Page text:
All of this has caused our school and educators to also come under attack over time using anti-Asian hate as additional bias and motivation to make us disappear from the face of the earth.

Chinese and Asian students and families have been a part of our community and instructors/teachers have been a part of our staff since we opened. Pictured in this statement is Lau Shifu. Lau Shifu was one of our first instructors at Semillas. When we opened in El Sereno Park in 2002, he would watch our teachers and students practice basic Tai Chi forms as a part of our daily routines. Lau Shifu led local Chinese elders in their daily Tai Chi practices at the park. One day he brought his TaiChi sword and offered to demonstrate his forms to our school community. After that, he became a regular Tai Chi and gong fu instructor and elder-in-residence at our school. On at least two occasions, he was assaulted by teenagers on the local bus as he went about his business. Afterwards, he would explain to me that he didn’t want to hurt the youth when they attacked him, he only defended himself to make them stop. Even so, he never lost his sense of love for the youth at our school even bringing them candy which he would happily hand out.

We miss him.

Targeting our sincere community relations and inclusive educational mission of international indigenous education, we have been red-baited as Maoists, ridiculed for teaching Mandarin, SWATted when our students have practiced martial arts in the playgrounds with false police reports of weapons on campus, and even targeted for surveillance by national hate groups posing as extreme far-right policy centers who have gone so far as to publish our students’ innocent private journals of travel abroad in China as a part of formal student exchange programs coordinated with UCLA as evidence for nativist hate speech. All of this has been given widespread media attention at the instigation of local right-wing bloggers and shock jocks and has played out over the course of almost ten years.

We recognize that we too have been attacked for the self-affirmation of our cultural and political identities as Indigenous Peoples.

We have been attacked for our resistance to forced cultural and linguistic assimilation through government schooling passed for as educational policy and pedagogy.

We have been attacked for recognizing that in these indigenous territories now called Los Angeles, we share community with Asian peoples of many national and linguistic cultural origins.

Yet, throughout all of these attacks we have been supported by many Asian relatives, neighbors and allies near and far.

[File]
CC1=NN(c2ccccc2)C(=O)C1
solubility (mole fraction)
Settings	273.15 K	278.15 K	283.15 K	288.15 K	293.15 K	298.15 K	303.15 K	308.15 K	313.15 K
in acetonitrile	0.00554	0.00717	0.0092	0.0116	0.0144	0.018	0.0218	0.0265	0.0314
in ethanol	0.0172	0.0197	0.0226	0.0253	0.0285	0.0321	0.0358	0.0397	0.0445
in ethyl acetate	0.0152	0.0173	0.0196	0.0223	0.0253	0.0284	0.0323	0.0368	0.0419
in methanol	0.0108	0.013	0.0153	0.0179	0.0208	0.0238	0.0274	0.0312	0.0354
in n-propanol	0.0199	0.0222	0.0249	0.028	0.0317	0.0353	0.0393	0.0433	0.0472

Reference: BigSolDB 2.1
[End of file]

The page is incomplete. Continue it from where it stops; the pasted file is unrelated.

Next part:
In the spirit of collaboration towards the end of all forms of racial discrimination and white supremacy in our society and in our schools, we commit ourselves to continue to foster long-term and meaningful relationships with our relatives and communities of Asian national origin or descent. We commit to maintaining and growing our community and students’ cultural appreciation of Asian peoples and ways of knowing through our curriculum and our enrichment programs. We commit to maintaining and strengthening our bonds with local and national leaders to end anti-Asian hate and all forms of racial discrimination. We plan to uplift and cultivate opportunities for cultural exchange with Indigenous Peoples across the Asian continent and diasporas.

As one small but important step, we call upon local elected officials and agencies, as well as the government and President of the United States of America to implement the terms of the United Nations International Convention on the Elimination of All Forms of Racial Discrimination, as agreed to including the following:

(a) Declare as offense punishable by law all dissemination of ideas based on racial superiority or hatred, incitement to racial discrimination, as well as all acts of violence or incitement to such acts against any race or group of persons of another color or ethnic origin, and also the provision of any assistance to racist activities, including the financing thereof;

(b) Declare illegal and prohibit organizations, and also organized and all other propaganda activities, which promote and incite racial discrimination against People of Color and Indigenous Peoples, and recognize participation in such organizations or activities as an offense punishable by law;

(c) Prohibit public authorities or public institutions, national or local, to promote or incite racial discrimination.

The violent attacks against the women, mothers and Asian communities in Atlanta and across the world demand a certain sense of urgency and vigilance. Until dominant society can reckon with the omnipotence and fragility of white supremacy in all its forms, our children and communities will need to continue to organize across our differences and beyond our shortcomings towards our common humanity and beauty.

Born of the desert. Teacher. Learner. Organizer. Dreamer.